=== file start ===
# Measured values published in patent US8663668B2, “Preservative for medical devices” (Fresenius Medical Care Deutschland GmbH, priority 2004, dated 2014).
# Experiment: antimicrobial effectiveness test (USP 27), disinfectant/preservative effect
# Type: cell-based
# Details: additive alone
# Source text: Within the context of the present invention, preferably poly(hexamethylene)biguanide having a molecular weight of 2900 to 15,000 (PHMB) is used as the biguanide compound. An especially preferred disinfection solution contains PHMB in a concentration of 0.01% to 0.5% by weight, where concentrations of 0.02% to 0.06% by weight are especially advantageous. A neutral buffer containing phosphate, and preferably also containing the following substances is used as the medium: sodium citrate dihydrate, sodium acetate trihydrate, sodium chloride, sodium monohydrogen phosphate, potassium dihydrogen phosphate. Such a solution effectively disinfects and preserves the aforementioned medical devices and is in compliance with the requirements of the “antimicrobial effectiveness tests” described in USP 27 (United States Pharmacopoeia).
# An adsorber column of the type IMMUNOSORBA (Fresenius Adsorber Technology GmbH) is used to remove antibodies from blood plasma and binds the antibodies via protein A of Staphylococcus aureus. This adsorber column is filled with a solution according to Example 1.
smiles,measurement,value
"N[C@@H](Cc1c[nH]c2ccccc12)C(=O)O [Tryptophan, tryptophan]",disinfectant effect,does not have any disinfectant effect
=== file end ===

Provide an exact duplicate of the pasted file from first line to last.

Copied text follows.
# Measured values published in patent US8663668B2, “Preservative for medical devices” (Fresenius Medical Care Deutschland GmbH, priority 2004, dated 2014).
# Experiment: antimicrobial effectiveness test (USP 27), disinfectant/preservative effect
# Type: cell-based
# Details: additive alone
# Source text: Within the context of the present invention, preferably poly(hexamethylene)biguanide having a molecular weight of 2900 to 15,000 (PHMB) is used as the biguanide compound. An especially preferred disinfection solution contains PHMB in a concentration of 0.01% to 0.5% by weight, where concentrations of 0.02% to 0.06% by weight are especially advantageous. A neutral buffer containing phosphate, and preferably also containing the following substances is used as the medium: sodium citrate dihydrate, sodium acetate trihydrate, sodium chloride, sodium monohydrogen phosphate, potassium dihydrogen phosphate. Such a solution effectively disinfects and preserves the aforementioned medical devices and is in compliance with the requirements of the “antimicrobial effectiveness tests” described in USP 27 (United States Pharmacopoeia).
# An adsorber column of the type IMMUNOSORBA (Fresenius Adsorber Technology GmbH) is used to remove antibodies from blood plasma and binds the antibodies via protein A of Staphylococcus aureus. This adsorber column is filled with a solution according to Example 1.
smiles,measurement,value
"N[C@@H](Cc1c[nH]c2ccccc12)C(=O)O [Tryptophan, tryptophan]",disinfectant effect,does not have any disinfectant effect